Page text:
In 1952, polio ravaged the country, with over 20,000 Americans, mostly children, paralyzed. Public pools and movie theaters closed and windows were shut in the heat of the summer. Parents feared their kids would have to live in iron lungs to breathe. On April 12, 1955, millions gathered around their radios to hear the announcement that Jonas Salk’s polio vaccine was safe and effective. Church bells rang out as family members embraced, hopeful at last.
We are now faced with another dangerous pandemic, COVID-19, which has killed over a million people worldwide, closed schools and businesses, and kept us away from sports, entertainment, and our friends and family. While we all know that face-mask wearing and social distancing are essential, many people worry about the disruption in our children’s education, the economy, and our mental well-being.
Fortunately, the unprecedented effort to quickly discover a COVID-19 vaccine has paid off. In Pfizer’s clinical trial, 170 of the 40,000 volunteers got COVID-19 but only 8 of those had received the vaccine. Only 1 of the 10 severe cases had gotten the Pfizer vaccine. Moderna had similar results with 30,000 volunteers and 95 getting the virus, with only 5 who received the vaccine. None who had the Moderna vaccine became severely ill. While the trials were completed quickly, scientific standards were followed and no shortcuts were made. The high prevalence of COVID-19 allowed enough people in the trials to catch the virus and give us these results sooner.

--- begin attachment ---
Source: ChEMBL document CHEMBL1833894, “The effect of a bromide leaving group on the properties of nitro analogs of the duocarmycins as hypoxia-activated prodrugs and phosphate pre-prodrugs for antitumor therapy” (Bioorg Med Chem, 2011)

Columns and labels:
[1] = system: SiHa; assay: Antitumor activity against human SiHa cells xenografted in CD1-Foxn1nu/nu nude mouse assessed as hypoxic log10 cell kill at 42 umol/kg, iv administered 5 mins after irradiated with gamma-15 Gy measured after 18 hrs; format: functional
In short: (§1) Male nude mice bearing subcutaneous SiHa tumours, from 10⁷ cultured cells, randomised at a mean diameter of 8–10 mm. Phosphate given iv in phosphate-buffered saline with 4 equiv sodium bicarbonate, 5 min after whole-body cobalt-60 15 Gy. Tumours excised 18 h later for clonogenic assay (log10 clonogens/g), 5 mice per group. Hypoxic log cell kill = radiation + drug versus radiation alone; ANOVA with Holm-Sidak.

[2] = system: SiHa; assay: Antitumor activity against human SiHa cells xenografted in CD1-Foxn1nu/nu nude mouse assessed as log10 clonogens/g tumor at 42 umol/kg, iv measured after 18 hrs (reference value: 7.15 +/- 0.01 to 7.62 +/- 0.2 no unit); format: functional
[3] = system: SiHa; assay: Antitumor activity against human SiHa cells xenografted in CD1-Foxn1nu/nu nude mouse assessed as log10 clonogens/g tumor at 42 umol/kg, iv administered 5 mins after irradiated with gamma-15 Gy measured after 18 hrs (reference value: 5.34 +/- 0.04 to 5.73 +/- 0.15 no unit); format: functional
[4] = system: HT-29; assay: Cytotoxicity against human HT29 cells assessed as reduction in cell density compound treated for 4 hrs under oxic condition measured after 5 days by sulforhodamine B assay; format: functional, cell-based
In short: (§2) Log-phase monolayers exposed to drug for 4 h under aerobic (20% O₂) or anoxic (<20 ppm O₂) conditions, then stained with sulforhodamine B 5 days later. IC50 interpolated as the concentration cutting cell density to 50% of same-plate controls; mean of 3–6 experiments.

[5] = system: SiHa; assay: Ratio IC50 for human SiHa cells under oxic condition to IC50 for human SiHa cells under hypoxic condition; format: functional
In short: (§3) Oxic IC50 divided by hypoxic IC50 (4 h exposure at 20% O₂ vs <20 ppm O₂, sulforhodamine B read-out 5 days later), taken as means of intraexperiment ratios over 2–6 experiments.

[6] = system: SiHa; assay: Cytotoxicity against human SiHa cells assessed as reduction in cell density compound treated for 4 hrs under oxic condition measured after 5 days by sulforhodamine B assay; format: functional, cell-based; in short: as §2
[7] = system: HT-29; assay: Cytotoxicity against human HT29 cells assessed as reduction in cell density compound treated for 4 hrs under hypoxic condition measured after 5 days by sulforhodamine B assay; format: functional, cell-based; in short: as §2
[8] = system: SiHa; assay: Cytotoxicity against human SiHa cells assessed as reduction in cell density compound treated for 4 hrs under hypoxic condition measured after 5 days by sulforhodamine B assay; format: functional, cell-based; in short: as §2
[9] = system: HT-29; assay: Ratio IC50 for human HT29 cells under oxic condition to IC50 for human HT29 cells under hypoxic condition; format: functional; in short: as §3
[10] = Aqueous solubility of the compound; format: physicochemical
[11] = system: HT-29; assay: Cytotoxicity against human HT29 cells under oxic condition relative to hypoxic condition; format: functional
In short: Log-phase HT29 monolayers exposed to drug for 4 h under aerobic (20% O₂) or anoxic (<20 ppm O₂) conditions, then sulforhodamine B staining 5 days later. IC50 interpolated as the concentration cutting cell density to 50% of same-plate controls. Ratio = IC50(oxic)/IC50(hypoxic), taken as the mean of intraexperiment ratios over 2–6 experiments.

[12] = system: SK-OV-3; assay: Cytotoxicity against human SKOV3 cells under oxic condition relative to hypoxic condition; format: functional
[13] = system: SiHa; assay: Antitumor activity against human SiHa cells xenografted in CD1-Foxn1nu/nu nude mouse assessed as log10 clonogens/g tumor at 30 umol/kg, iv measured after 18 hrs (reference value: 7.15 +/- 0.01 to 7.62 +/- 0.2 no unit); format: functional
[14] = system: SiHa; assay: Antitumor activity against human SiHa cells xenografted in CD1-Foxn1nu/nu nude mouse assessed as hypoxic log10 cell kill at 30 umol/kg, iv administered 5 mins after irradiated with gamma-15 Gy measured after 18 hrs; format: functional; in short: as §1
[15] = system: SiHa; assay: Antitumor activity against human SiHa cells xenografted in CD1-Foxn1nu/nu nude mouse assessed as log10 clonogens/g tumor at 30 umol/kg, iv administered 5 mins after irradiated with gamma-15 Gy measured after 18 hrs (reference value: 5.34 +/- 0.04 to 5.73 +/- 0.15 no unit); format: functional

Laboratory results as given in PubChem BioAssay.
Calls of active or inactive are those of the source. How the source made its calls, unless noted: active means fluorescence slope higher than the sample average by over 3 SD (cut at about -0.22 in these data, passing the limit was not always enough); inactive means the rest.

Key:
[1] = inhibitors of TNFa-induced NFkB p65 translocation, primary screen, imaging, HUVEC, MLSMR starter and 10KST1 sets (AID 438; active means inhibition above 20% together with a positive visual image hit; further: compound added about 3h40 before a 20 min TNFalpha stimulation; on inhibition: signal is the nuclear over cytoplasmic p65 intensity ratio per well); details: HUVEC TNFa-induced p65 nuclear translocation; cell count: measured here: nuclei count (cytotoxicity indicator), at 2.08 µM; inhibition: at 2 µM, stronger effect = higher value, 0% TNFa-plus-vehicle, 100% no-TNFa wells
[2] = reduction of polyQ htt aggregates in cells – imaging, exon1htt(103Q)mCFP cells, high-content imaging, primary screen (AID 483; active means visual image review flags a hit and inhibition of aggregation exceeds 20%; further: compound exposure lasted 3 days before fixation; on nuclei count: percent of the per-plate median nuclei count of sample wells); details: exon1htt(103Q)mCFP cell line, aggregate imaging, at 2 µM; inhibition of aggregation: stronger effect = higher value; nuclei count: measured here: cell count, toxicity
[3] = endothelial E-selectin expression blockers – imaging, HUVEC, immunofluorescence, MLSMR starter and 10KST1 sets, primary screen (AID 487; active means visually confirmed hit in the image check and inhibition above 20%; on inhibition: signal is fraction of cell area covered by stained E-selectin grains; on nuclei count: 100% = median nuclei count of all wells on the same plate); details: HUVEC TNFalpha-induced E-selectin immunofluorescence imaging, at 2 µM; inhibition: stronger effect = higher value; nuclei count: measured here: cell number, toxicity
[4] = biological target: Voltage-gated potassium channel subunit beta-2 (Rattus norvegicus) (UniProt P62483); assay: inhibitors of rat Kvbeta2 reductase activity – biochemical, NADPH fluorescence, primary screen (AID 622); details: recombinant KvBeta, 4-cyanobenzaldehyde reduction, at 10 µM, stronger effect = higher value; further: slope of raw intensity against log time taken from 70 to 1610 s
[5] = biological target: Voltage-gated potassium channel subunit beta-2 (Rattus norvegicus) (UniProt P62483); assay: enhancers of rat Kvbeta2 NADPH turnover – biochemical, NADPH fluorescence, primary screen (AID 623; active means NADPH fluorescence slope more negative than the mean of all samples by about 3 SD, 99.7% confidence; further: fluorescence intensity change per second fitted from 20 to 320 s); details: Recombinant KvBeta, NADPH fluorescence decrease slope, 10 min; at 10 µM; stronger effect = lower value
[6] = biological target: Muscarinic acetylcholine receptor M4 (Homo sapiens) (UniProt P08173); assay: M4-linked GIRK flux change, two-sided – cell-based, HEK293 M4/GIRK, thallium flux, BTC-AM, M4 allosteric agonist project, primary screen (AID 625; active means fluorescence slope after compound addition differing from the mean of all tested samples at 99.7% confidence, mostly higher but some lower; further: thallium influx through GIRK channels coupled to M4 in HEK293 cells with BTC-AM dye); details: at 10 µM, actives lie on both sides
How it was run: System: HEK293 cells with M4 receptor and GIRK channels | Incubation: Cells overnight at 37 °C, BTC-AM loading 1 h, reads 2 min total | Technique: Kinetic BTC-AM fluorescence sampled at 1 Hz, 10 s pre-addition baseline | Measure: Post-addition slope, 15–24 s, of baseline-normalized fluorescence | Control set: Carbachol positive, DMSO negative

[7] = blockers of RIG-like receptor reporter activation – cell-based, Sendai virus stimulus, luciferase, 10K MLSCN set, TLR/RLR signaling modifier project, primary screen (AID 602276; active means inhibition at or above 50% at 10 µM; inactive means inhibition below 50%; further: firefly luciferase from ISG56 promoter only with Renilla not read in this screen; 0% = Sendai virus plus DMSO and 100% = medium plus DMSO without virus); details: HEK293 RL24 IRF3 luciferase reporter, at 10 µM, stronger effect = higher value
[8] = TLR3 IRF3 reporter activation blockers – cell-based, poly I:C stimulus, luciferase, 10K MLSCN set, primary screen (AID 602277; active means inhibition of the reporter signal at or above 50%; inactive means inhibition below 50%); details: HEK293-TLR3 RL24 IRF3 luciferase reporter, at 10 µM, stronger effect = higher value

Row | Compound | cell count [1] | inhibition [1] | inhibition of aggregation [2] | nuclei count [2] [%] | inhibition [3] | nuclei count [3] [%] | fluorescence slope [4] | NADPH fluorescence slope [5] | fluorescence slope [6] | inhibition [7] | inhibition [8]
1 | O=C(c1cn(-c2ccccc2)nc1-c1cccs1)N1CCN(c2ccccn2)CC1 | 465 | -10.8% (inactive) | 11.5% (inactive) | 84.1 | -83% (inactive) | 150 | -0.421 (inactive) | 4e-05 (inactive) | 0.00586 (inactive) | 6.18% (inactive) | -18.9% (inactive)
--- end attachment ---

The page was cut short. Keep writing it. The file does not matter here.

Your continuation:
Side effects are expected to occur in 10-15% of people vaccinated including fatigue, muscle, and joint aches, headaches, and pain or redness at the injection site, typically going away after one or two days. People should expect to be somewhat more uncomfortable than with the typical flu shots and consider taking the next day off from work. These symptoms are all signs that the vaccine is working. No long term side effects have been seen in vaccine trials. A second dose is required in three to four weeks before the vaccine will protect you.
In deciding whether to get the vaccine, compare the risk of one or two days of tiredness and aches with the known COVID-19 risks of heart and lung damage, strokes, and potentially death. A study showed that 2 months after being hospitalized with the virus, one-third of people still had trouble breathing. Experts all agree that getting COVID-19 is far more dangerous than any potential risk from the vaccine. It is safe for people who have had COVID-19 to get vaccinated, and vaccination remains important since those who had a mild illness may not be immune from getting re-infected.
New Hampshire has a detailed plan for vaccinations including 4 phases: initially health care workers, first responders, and then those in long-term care facilities or with high-risk health conditions. This first group will be followed by teachers, child-care workers, essential industry workers, and older adults. Finally, children, young adults, and then the entire public will be eligible. It will likely be April before everyone has an opportunity to be vaccinated. Thus, it is critical that we all continue to maintain social distancing and wear masks over both nose and mouth to prevent further increases in the spread of COVID-19 while we wait for a vaccine.